Sole saver: Bill Wells stays busy as a cobbler

MCMURRAY, Pa. (AP) — Bill Wells has spent the past 33 years saving soles.

Wells is a cobbler, and the 81-year-old works seven days a week to repair shoes at his shop, Charles the Cobbler, in Krebs Professional Center in Peters Township.

He is, as far as he knows, the only cobbler left in Washington County, and the craftsman has his hands full. He repairs more than 300 pairs of shoes a week - changing heels, stretching shoes and replacing soles on everything from Jimmy Choos, Christian Louboutins and Cole Haans, to Birkenstocks, Timberlands and Adidas tennis shoes.

He also fixes purses, leather coats, luggage and belts.

"This industry is pretty much going away. There's nobody left to do this. We're pretty much down to the point where there's nobody left," said Wells.

The number of cobblers has dropped from about 100,000 during the Great Depression to about 5,000 today, according to Jim McFarland, who serves on the board of Shoe Service Institute of America, a trade group that aims to educate consumers about the economic and environmental benefits of purchasing and repairing quality footwear.

"Most of the businesses are second, third and fourth generation. My shop is 101. My grandfather started it in 1918," said McFarland. "The shops that are left, the older guys are retiring and closing their doors."

Wells bought his shop in 1986 - it was located at South Hills Village then - from Charles Cancilla, the original owner, who had suffered a stroke.

He relocated to Donaldson's Crossroads in the 1990s and moved to the Krebs location in 2001.

While Wells didn't buy the repair shop until he was in his late 40s, he is no stranger to mending shoes.

He learned the business when he was an 11-year-old delivering newspapers in Monaca.

The last stop on his paper route was a shoe repair store, and Wells lingered in the shop to warm up on cold days.

"You couldn't just hang out there and do nothing, you had to do something, like sweep the floor," said Wells. "So I started learning the trade and helping at the shop."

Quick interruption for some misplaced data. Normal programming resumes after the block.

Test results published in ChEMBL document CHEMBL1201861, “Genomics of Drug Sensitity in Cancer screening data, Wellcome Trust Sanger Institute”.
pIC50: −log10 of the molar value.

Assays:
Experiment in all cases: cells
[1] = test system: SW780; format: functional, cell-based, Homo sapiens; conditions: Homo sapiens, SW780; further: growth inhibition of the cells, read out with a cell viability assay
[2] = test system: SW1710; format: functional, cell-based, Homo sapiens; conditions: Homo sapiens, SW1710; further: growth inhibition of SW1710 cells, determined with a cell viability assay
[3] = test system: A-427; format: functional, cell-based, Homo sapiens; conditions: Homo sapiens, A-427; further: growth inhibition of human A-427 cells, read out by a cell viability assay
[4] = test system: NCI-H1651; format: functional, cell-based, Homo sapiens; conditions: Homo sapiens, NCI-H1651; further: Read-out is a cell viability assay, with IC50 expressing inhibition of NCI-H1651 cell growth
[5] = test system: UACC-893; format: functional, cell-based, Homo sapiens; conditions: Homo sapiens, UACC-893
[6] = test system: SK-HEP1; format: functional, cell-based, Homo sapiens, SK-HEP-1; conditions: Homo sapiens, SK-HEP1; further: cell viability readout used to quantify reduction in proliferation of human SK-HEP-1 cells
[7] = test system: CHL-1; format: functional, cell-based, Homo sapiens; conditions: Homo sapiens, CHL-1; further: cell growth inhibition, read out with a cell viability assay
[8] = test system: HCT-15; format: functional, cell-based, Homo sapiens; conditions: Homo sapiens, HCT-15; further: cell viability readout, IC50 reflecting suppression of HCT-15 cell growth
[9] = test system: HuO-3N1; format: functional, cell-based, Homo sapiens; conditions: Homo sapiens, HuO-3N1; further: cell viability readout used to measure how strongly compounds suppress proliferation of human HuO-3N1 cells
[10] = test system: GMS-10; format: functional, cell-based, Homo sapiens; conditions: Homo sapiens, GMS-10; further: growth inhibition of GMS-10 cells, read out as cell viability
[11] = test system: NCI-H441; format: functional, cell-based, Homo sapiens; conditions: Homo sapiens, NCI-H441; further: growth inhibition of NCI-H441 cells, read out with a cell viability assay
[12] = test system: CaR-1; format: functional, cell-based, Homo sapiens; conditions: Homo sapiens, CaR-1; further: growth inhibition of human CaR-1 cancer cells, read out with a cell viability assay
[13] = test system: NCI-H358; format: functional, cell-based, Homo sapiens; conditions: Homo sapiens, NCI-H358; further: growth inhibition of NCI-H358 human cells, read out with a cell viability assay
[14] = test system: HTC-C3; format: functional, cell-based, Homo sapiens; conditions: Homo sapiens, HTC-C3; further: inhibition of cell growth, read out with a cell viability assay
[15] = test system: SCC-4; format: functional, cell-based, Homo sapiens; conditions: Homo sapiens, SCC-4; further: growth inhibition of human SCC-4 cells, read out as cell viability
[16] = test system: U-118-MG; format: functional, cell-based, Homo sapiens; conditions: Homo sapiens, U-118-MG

Starting in his 20s, Wells worked in the automotive industry where, among other jobs, he owned and operated an automotive repair shop and served as director of maintenance for Hertz.

Wells and his wife, Donna, who have been married for 52 years, drive 100 miles each day, from their home in Monaca to the shop and back. Donna tends the front of the shop, while Wells works in the back, which is filled with stitching machines, buffing wheels, glue, polishes, knives and nails.

At one time, Wells employed as many as 10 people, but now he handles the workload by himself.

"It's very costly to run any kind of small business anymore, and there aren't a lot of people who want to do this work. It's tough work," said Wells.

But, it's satisfying.

"It was kind of a hobby for me when I started. I like it," Wells said. "You take something that's a piece of crap and you turn it into something."

Wells will repair any shoe that he deems worth fixing, but he noted that shoe buyers today often purchase cheap import dress shoes and then discard them.

The materials used to make shoes are often cheap, and even some of the leather isn't high quality anymore, he said.

"How you make a shoe hasn't changed much. The materials have, and a lot of it is junk," said Wells. "If you bring in a shoe and we think we can put it back together, we do. If we get it apart and it's kind of nasty and not worth repairing, we'll tell you."

Customers travel from as far away as Wheeling, W.Va., Ohio, Greene County and Pittsburgh for shoe repair. While Wells has spent most of his career repairing dress shoes, he increasingly is working on work boots as customers in the oil and gas industry discover his shop.

But customers also visit Charles the Cobbler for the friendly service.

"A lot of our customers are like family," said Donna. "We've seen them get married and have children. We've been there through major events in their lives."

Jeff Sherman of Peters Township stops in daily to play the lottery and chat with the couple.

"I brought a pair of shoes in about four of five years ago, and I've been coming in every day since to play the lottery and talk to Donna and Bill," said Sherman. "It's just a nice little quaint shop. There aren't many repair shops left. I'll bring in goodies like cookies, and not too long ago I made a spaghetti pizza casserole for them for lunch. They're great people, and Bill has the personality where he needs to be around people."

Wells said he planned to retire a couple of years ago, but he's not ready.

"I don't know what I'd do if I retire," said Wells. "I won't do this forever, but I'm not ready to sit around. I kinda like doing this."

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Information from: Observer-Reporter, http://www.observer-reporter.com